Letter From The Editor - Issue 58 - August 2017

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Writing Fantasy

  
At The Picture Show
February 2015

The Voices

Mr. Whiskers told me to

'The Voices' gives us yet another murderous protagonist to cheaply psychoanalyze

The Voices
Lionsgate
Director: Marjane Satrapi
Screenplay: Michael R. Perry
Starring: Ryan Reynolds, Gemma Arterton, Anna Kendrick, Jacki Weaver, Ella Smith and Stanley Townsend
Rated R / 1 hour, 43 minutes
Now playing in limited release and VOD
(out of four)

Note: I try to tread carefully when it comes to spoilers. Some might call what I reveal about The Voices to be spoiler territory; I call it the plot of the movie, and I can't very well discuss it without mentioning certain things. Proceed at your own risk.

There's an abundance of movies about young male psychopaths who murder and dismember women, and the most curious thing about them is how frequently they on insist on pathos. No, no - not for the women being killed. For the men killing them. Those poor, poor men.

Granted, any character - no matter how depraved - can make for a fascinating and worthy subject. In most cases (as in most movies in general), whether it works or not comes down to a matter of tone. But there's such a preoccupation with that narrative idea that it borders on fetishization, especially with the way so many of these films turn their killers into tragic figures while still indulging, even enjoying, all of their bloodshed. More often than not, the justification for these men's "tragic" nature is cheap, childhood trauma bullshit - the mommy issues in Franck Khalfoun's Maniac, the childhood tragedy in Nate Taylor's Forgetting the Girl, to cite a couple of very recent examples.

There's a big difference between making a slasher movie largely from the victims' point of view and making one from the slasher's point of view. It's the difference between John Carpenter's Halloween and Rob Zombie's Halloween, the latter of which turned Michael Myers into an absurd psychological portrait.

The latest take on this ... well, let's go ahead and call it a subgenre for simplicity's sake, is The Voices, about a mild-mannered, socially awkward, therapy-dependent young man named Jerry whose pets (a dog and a cat) speak to him (other miscellaneous animals, on occasion, do the same) and eventually lead him on a path to murder. Once again, we get a film that is unable to resist the allure of explaining away the behavior of this type of character. It does this via flashback, and while I certainly won't reveal the nature of what we find out about Jerry and Jerry's childhood, the important thing is that we are clearly expected to feel sorry for him. That, and "understand" him, a tack that always strikes me as impossible and irrelevant in a movie like this. Can finding out some horrifying childhood detail really explain - in any serviceable way - why someone would grow up to be a schizophrenic serial killer? A resounding no. It's just cheap pop psychology. (And even more unseemly is how often the "explanation" implicitly implicates women.)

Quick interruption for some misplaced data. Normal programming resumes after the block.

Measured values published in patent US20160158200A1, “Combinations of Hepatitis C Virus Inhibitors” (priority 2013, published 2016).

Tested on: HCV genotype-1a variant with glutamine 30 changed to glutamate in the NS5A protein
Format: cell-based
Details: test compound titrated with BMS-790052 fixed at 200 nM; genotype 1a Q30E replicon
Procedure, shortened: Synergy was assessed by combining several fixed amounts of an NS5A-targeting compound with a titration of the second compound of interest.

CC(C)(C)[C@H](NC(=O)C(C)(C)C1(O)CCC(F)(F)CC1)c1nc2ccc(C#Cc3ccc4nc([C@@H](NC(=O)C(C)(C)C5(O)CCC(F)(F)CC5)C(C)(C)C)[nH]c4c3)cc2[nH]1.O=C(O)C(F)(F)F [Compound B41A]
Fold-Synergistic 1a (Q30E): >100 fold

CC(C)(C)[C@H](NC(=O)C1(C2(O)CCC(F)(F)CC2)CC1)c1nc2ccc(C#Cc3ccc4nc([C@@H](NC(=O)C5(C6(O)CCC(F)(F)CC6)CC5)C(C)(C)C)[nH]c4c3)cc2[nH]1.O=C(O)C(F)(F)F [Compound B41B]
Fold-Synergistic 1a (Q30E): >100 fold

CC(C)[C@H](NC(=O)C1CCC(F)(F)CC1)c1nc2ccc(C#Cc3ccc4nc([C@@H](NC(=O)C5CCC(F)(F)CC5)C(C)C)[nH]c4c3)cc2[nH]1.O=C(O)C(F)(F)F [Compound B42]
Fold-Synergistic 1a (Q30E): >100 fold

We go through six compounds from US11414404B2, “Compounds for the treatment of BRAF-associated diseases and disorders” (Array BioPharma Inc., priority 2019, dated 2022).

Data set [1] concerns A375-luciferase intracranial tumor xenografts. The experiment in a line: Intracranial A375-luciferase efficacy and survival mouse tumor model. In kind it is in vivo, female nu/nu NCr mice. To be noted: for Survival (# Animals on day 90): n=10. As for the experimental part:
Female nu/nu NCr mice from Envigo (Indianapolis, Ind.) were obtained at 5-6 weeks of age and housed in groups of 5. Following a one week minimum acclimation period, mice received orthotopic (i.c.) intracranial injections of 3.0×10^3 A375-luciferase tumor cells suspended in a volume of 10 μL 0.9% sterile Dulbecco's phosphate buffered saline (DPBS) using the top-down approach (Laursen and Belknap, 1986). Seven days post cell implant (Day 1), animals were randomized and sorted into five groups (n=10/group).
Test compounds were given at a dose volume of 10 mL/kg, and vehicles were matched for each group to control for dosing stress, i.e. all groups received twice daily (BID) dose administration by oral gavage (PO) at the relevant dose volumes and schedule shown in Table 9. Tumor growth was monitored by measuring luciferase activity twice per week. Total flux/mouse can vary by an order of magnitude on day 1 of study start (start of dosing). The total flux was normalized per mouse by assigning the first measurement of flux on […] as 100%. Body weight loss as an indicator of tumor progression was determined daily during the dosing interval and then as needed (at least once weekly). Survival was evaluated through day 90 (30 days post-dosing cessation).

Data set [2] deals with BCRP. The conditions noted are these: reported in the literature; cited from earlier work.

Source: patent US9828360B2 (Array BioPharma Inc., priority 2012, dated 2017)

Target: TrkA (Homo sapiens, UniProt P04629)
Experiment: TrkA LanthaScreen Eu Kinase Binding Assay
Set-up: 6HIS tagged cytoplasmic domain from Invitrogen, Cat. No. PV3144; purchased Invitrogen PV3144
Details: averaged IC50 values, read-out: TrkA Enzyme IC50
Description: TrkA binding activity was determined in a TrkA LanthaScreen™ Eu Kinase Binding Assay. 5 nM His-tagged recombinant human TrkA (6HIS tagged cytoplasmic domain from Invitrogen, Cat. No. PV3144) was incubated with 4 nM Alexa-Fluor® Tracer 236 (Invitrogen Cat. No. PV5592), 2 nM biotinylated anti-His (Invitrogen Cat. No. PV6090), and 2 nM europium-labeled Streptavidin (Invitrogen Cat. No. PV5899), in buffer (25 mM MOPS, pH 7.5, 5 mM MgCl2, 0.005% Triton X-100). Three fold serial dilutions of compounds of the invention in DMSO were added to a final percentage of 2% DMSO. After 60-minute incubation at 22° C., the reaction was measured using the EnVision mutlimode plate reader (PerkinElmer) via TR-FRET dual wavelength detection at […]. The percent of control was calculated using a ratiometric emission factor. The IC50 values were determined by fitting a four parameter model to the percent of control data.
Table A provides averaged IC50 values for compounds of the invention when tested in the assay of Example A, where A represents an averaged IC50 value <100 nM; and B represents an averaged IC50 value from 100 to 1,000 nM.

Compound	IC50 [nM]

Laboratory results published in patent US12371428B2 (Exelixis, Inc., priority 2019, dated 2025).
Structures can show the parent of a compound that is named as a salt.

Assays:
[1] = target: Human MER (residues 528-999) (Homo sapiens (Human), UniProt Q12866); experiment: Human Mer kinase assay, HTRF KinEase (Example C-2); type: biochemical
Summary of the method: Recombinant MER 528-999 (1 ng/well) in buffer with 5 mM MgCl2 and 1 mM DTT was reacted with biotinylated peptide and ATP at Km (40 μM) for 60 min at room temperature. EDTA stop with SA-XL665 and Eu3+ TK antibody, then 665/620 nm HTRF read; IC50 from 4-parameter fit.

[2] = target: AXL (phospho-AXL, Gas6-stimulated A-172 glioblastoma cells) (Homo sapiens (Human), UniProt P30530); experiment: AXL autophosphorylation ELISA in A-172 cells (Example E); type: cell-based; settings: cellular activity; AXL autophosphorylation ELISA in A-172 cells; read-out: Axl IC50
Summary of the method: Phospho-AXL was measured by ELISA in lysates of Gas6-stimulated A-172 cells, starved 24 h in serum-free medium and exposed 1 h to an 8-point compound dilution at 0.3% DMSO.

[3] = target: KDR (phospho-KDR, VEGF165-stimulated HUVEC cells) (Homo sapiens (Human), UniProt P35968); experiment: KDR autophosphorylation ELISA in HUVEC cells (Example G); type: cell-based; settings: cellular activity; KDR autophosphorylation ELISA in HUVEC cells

In The Voices and countless movies that preceded it, it's treated like cheap sentiment, too. In this case, if the flashback explanation had been treated with the same sardonic attitude as other parts of the film, it may have worked better. That approach could assure that Jerry, the future killer, is at least partially the butt of the joke, rather than a borderline martyr.

Or better yet, leave the trite psychological profile out altogether. Stop trying to invent silly, compassionate reasons for why poor damaged boys grow up to kill women. Come on, filmmakers - for all the time you've spent trying to pathologize or empathize with that type of killer, it seems you could have spent a bit more time on the women themselves. At least try to pretend you care about their ultimate demise.

The big wrinkle here is that, unlike the overwhelming majority of its predecessors, The Voices is directed by a woman, Marjane Satrapi (whose terrific debut Persepolis was Oscar-nominated and whose follow-up, the visually marvelous Chicken with Plums, may have been great if not for the insufferable mopiness of its main character), working from a screenplay by TV veteran Michael R. Perry. But it's unclear what exactly she's trying to examine here, and more than a little disappointing to see how little textual depth she brings to such a tired narrative.